View Full Version : Hand Drums?

12-01-2011, 04:33 AM
Been thinking about getting into some percussion. I really want to play a drum like bongos, congas or maybe a djembe. I have no idea where to begin or what type of drum would be best. Any suggestions for how or what to start playing?

12-01-2011, 05:01 AM
I've also been thinking about adding some percussion to my collection. I've personally been contemplating getting a cajon. They look like a lot of fun, and you can get a variety of bass/snare sounds out of them.

Ken Middleton
12-01-2011, 05:58 AM
I agree. A cajon would be a great piece of percussion to begin with. There are plenty of quality YT videos too. There are some terrific players. Check out Jen Lowe at boomdrums, for instance.

12-27-2011, 10:17 AM
Before I even saw any of the previous posts I had it in mind to suggest a cajon. They're really cool.


12-29-2011, 04:56 AM
I play a djembe.....lots of fun and pretty easy to pick up, but long time to be a real master.

Drum circles are always a joy to be in and you can learn a lot very quickly.

Got mine from Wula Drum in NYC

01-01-2012, 08:04 AM
I've got a cajon that I bought a few years ago. It is pretty cool and fairly easy to play. After getting one I then made 2 one for me and one for my son. The one I bought has been in the case in the closet after making the 2.

01-01-2012, 10:00 AM
Bodhrans are fun too. Don't forget those.

01-01-2012, 10:08 AM
although my music likes are eclectic, I favor Hawaiian and Latin (especially old school Cuban and salsa). Before my obsession with the ukulele there was my fixation on congas and bongos. Don't know what the Latin word for UAS would be, but whatever it was, I had it. I finally settled on LP Matador and LP Classics. These are real keepers. Learned most of what I know about the congas from online lessons and DVD's.

Tommy B
01-03-2012, 05:17 PM
I fool around with various hand drums, and I really favor the doumbek and the djembe for playing along with ukes. Although they're different drums, they share a similar shape that allows them to play both deep bass tones and high accents. Although neither one has the snare sound that you can get on some cajons, the djembe's wide tonal range allows you to simulate that bass-tom combination. Here's a really great video of the djembe used as a drumset:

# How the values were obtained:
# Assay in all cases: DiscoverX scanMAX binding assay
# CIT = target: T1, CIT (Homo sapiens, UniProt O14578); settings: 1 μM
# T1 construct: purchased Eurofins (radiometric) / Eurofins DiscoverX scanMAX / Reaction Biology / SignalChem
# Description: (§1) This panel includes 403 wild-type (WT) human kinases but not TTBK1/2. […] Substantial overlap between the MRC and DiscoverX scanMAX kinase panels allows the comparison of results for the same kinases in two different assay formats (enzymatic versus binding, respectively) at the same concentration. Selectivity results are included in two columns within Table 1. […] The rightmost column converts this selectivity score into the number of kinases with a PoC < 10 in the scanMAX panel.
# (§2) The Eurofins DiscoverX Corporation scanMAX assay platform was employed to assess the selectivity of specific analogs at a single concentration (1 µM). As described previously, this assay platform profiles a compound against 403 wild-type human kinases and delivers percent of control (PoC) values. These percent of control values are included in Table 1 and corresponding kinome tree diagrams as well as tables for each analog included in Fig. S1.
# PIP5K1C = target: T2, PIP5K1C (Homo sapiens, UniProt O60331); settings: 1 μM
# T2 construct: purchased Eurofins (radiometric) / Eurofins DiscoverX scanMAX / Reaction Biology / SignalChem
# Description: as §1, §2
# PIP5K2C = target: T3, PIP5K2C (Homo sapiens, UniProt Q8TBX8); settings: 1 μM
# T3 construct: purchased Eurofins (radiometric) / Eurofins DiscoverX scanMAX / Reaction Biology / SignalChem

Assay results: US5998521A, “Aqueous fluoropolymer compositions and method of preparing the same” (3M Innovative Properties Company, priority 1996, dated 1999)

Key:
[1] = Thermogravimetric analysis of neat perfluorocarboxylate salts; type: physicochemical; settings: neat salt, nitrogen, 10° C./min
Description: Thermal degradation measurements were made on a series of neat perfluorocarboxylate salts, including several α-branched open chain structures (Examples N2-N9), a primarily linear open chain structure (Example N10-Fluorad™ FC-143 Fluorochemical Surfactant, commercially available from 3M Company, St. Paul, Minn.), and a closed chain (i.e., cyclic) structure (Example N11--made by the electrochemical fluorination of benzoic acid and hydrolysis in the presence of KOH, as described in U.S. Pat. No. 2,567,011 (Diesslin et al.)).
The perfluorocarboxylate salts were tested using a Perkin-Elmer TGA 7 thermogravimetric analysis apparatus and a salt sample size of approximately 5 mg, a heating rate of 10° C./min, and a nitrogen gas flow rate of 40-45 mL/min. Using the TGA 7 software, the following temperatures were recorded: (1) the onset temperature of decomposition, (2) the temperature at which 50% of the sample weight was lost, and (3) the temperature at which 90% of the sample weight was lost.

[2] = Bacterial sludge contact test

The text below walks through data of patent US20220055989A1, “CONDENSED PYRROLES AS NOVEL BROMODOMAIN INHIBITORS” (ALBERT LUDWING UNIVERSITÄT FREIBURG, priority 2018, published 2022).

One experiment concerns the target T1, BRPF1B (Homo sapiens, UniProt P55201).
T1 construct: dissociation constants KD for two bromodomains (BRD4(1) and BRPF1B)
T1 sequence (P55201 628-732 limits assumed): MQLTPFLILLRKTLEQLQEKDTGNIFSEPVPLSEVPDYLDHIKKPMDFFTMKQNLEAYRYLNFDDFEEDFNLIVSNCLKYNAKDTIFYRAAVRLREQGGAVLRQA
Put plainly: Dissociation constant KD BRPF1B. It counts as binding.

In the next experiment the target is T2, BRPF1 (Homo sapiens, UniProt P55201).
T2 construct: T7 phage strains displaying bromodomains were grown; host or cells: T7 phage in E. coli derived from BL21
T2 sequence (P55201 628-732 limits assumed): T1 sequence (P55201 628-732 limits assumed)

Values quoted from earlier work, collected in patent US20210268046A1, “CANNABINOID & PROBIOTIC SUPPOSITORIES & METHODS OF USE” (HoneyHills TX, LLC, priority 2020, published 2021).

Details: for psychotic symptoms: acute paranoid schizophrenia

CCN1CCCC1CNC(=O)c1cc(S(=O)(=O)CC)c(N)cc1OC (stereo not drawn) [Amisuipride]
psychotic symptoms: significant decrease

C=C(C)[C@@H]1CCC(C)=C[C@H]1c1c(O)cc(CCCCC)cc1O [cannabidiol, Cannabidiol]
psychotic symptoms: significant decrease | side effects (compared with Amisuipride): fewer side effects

The doumbek, which is played with the fingers, can also simulate a bongo. I've taken the doumbek (also called dumbek, doumbec, darabuka, Egyptian tabla) to kanikapilas, and I've gotten a lot of compliments from the uke players.

01-04-2012, 05:50 PM
Cajon drums are awesome.

01-04-2012, 05:51 PM
Bodhrans are fun too. Don't forget those.
...are you being sarcastic?

01-22-2012, 04:24 PM
Bodhrans are great, as are frame drums in general. Also doumbeks and darbukas.

01-22-2012, 06:19 PM
I've been thinking cajon myself. A friend of mine has played one at full on electric gigs even and it sounds like a whole drum set. I figure it would also serve as an extra seat in the house and a stool for uke playin...

02-29-2012, 05:49 PM
The doumbek, which is played with the fingers, can also simulate a bongo. I've taken the doumbek (also called dumbek, doumbec, darabuka, Egyptian tabla) to kanikapilas, and I've gotten a lot of compliments from the uke players.

The dumbek has a wide range of tones in the right hands. (dum, tek, ka, pop, slap, roll, flam, snap and on)

I have been playing dumbek for many years and whenever I jam with musicians they think it is a great one to accompany guitars, etc.

Plus, middle eastern rhythms for some reason just work out nicely with the blues.

I will have a new uke arriving soon and hope to learn to play that, too!

03-03-2012, 03:29 PM
I use a Meinl Bongo Cajon. No tuning, no humidity worries, light weight. Cost about $50.


If you find a cheapo bag to carry it in you can put it in upside down and add things like shaker eggs, kazoos, etc.

03-03-2012, 04:40 PM
Here's a pic of my Raquy signature dumbek, likewise impervious to the elements and getting to know her new friend.
I learned an awful lot taking a few lessons from Raquy Danziger (http://www.raquy.com/home.shtml), and the Cavemen (http://www.raquyandthecavemen.com/home.html)are awesome!


03-03-2012, 05:28 PM

How about some bones, baby!? If you want to be wicked hip and cool, that is.

03-03-2012, 09:03 PM
How about some bones, baby!? If you want to be wicked hip and cool, that is.

Funny you mention those, as I was just watching this vid today where Raquy goes all bones-ninja at about 3:35 in this video, which is a mixture of middle-eastern percussion and WTF.


03-06-2012, 04:18 AM
"How about some bones, baby!?"

Wow, now that's a handy percussion skill to develop. I'll check into this, thanks for the link!

03-06-2012, 05:39 AM
...are you being sarcastic?
Sarcastic? Not at all!


03-10-2012, 12:06 PM
I'd say....show up at one or more of these drum circles and your problem will be solved.


03-12-2012, 10:48 AM
What timing! I just put the finishing touches on my first cajon this weekend. It was great fun to build and will hopefully be as much fun to play.




A word of warning to the cajon owner that has cats.. Check inside before you hop on and start thumping out a sick beat. What you see as your new cajon your cat sees as a new place to nap and will give you the stink eye for the rest of the night....:mad:

03-12-2012, 12:41 PM
Yep, I've had a cajon for a long time too. I had one made for me with a hinged back so that I could easily alter/change the snares that are fitted inside the front face.